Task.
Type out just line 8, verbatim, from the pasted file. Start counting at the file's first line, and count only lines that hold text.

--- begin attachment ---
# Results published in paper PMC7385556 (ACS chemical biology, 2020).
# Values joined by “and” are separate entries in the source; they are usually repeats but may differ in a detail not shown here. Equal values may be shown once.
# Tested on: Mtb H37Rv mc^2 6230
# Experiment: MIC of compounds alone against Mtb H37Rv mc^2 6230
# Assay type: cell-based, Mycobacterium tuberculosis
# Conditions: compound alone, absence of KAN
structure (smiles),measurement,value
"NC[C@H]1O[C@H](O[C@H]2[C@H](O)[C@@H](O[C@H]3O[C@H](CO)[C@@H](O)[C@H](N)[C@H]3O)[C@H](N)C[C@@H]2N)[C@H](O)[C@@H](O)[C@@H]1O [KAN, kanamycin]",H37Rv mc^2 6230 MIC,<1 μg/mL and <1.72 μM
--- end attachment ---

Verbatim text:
"NC[C@H]1O[C@H](O[C@H]2[C@H](O)[C@@H](O[C@H]3O[C@H](CO)[C@@H](O)[C@H](N)[C@H]3O)[C@H](N)C[C@@H]2N)[C@H](O)[C@@H](O)[C@@H]1O [KAN, kanamycin]",H37Rv mc^2 6230 MIC,<1 μg/mL and <1.72 μM